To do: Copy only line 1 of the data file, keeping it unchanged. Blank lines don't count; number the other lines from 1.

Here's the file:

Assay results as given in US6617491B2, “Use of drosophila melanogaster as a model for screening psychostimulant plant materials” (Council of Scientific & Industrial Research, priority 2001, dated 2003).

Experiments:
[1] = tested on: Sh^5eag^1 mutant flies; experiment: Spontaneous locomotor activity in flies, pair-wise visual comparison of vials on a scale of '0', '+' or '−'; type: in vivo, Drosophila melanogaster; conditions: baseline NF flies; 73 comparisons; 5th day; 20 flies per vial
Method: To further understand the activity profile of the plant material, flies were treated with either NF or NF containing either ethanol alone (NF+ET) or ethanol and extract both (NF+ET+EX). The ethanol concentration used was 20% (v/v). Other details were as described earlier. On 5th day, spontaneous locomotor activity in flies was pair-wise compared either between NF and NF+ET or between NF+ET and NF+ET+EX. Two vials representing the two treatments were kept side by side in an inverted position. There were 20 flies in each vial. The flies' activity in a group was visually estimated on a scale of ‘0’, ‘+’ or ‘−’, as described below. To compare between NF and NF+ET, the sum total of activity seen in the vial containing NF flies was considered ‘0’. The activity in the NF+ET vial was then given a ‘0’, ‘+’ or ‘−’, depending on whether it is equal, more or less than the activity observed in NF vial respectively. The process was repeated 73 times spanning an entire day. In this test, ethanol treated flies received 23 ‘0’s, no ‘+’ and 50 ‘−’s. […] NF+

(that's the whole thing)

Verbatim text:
Assay results as given in US6617491B2, “Use of drosophila melanogaster as a model for screening psychostimulant plant materials” (Council of Scientific & Industrial Research, priority 2001, dated 2003).